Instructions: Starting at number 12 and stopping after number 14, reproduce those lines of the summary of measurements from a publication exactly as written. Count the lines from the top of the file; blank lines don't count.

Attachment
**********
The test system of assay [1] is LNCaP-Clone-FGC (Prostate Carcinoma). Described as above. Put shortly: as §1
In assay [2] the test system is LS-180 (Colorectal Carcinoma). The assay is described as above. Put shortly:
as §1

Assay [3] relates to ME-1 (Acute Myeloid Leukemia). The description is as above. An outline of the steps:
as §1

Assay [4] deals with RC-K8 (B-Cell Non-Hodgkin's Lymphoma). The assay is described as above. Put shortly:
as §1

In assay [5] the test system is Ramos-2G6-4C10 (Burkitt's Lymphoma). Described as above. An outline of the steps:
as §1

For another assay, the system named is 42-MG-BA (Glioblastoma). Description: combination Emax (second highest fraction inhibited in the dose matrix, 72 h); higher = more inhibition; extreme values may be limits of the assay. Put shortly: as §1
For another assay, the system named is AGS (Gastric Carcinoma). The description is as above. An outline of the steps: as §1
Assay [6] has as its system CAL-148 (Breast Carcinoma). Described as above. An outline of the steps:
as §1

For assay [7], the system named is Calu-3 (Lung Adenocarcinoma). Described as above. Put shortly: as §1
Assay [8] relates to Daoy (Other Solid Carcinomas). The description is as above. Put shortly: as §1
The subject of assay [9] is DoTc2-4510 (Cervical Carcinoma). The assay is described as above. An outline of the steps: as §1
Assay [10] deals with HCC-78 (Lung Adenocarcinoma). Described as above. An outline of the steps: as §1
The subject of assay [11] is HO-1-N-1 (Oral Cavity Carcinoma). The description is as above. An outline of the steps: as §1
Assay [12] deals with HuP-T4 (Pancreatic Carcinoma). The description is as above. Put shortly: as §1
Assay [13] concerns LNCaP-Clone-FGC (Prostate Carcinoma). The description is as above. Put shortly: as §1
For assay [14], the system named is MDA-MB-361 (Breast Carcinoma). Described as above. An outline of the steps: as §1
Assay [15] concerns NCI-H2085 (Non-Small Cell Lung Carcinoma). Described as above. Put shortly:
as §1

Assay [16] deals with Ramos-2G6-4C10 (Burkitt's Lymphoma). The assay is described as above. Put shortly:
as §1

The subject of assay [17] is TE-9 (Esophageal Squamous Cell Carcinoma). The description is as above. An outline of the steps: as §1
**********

Assay [6] has as its system CAL-148 (Breast Carcinoma). Described as above. An outline of the steps:
as §1

For assay [7], the system named is Calu-3 (Lung Adenocarcinoma). Described as above. Put shortly: as §1